There is a crack. This is normal and expected, because grout doesn't flex. Every time someone gets into the tub, the tub will flex a small amount, and that will crack the grout. Then water gets under it, and problems start.
That's why the joints around the tub, and usually in the corner of the shower, have to be done with silicone caulk and not cementitious grout.
However a silicone caulk joint needs to be wide enough to stretch. The idea is that, if you fill a 1mm wide crack with silicone, and when you step in the tub the crack enlarges by another millimeter, that will stretch the silicone from 1mm to 2mm, or by 100%, so it will tear. But if the silicone joint is at least 5mm wide, then the stretching is a much smaller proportion of that, so it doesn't tear.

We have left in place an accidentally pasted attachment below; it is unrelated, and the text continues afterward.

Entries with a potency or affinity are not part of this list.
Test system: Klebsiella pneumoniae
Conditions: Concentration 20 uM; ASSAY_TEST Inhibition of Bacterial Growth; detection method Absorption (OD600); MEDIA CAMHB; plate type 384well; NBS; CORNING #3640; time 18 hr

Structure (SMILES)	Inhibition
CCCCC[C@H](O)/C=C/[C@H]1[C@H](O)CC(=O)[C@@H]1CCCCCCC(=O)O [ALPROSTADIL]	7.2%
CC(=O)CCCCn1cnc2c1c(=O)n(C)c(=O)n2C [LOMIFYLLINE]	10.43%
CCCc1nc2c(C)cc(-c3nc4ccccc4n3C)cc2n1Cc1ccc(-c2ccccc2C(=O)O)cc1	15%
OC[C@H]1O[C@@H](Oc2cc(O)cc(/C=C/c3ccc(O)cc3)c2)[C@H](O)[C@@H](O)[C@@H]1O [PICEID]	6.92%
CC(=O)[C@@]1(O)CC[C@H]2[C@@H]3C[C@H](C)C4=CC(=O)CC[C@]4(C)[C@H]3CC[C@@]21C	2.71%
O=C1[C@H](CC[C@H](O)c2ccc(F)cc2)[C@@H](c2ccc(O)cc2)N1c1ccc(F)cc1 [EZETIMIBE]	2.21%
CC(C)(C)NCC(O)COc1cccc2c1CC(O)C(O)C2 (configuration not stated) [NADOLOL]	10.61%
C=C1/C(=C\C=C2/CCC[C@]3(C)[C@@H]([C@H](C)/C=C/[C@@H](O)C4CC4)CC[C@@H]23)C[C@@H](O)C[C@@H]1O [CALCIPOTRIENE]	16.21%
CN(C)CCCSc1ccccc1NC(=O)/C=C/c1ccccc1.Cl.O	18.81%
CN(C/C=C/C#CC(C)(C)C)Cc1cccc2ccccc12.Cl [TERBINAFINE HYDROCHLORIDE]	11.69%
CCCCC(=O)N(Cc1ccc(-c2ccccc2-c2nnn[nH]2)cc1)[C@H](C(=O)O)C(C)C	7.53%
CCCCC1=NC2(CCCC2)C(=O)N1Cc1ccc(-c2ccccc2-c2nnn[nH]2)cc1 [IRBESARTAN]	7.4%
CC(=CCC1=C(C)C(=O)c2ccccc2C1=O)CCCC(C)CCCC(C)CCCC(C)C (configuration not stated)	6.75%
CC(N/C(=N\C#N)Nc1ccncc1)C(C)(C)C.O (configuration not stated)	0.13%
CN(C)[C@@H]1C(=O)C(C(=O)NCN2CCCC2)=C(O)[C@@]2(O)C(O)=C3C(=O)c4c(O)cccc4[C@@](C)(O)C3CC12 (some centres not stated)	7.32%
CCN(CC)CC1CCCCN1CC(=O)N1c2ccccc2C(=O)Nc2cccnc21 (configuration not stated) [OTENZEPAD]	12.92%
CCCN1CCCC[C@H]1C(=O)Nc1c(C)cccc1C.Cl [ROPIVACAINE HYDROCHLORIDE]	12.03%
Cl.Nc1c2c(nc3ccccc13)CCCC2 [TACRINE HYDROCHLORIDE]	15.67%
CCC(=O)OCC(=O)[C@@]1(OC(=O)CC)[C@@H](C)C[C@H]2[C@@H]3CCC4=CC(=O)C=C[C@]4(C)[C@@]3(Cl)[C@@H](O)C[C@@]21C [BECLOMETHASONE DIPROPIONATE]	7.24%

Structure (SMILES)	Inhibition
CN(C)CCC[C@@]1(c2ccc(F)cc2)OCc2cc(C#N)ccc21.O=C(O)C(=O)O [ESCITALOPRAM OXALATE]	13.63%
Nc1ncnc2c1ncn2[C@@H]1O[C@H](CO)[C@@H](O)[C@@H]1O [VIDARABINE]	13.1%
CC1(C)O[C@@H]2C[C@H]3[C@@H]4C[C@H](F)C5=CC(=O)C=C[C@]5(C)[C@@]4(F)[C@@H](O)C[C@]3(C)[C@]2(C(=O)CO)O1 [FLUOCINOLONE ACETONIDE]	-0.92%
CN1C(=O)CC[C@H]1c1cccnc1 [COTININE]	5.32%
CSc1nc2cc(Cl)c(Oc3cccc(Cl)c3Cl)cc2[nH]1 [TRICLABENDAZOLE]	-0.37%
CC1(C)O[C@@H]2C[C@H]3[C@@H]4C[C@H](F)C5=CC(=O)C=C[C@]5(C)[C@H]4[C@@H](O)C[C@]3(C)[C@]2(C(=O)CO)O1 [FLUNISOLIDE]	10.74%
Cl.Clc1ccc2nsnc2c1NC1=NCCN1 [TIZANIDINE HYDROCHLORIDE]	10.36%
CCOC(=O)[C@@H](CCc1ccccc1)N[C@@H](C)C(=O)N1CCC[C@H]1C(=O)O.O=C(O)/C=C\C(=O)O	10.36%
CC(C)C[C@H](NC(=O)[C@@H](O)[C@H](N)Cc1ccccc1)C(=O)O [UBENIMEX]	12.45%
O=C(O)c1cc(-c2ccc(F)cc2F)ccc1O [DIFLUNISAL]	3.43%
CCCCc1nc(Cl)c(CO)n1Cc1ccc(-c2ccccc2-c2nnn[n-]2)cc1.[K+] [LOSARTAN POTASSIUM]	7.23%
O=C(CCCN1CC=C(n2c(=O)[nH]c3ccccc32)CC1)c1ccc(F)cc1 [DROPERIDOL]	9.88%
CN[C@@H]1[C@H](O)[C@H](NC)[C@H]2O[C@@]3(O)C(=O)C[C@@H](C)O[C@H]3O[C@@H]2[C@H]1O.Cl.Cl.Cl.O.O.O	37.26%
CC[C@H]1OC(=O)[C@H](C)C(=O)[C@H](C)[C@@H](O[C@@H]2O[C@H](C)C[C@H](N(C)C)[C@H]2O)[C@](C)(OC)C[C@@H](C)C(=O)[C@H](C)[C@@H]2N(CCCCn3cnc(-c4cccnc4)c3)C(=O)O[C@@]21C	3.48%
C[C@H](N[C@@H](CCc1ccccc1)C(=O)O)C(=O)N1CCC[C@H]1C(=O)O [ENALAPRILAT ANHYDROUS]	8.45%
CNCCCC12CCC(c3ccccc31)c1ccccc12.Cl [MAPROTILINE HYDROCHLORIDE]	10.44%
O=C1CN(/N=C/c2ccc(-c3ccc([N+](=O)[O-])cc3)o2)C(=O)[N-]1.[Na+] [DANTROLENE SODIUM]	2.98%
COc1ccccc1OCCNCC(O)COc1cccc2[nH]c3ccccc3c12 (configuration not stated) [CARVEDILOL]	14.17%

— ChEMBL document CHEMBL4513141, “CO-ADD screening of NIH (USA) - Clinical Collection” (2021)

So you need to remove the cementitious grout along these joints first. You can use a scraper, a painter's tool, whatever works.
Then you need a tool like this to apply the silicone:
Basically if you use your finger, you'll push the caulk into the joint and make it "hollow" (right) and it won't last. If you use the proper tool, the caulk will cover the top of the tile over a few mm (red arrow) and it will have much better adhesion.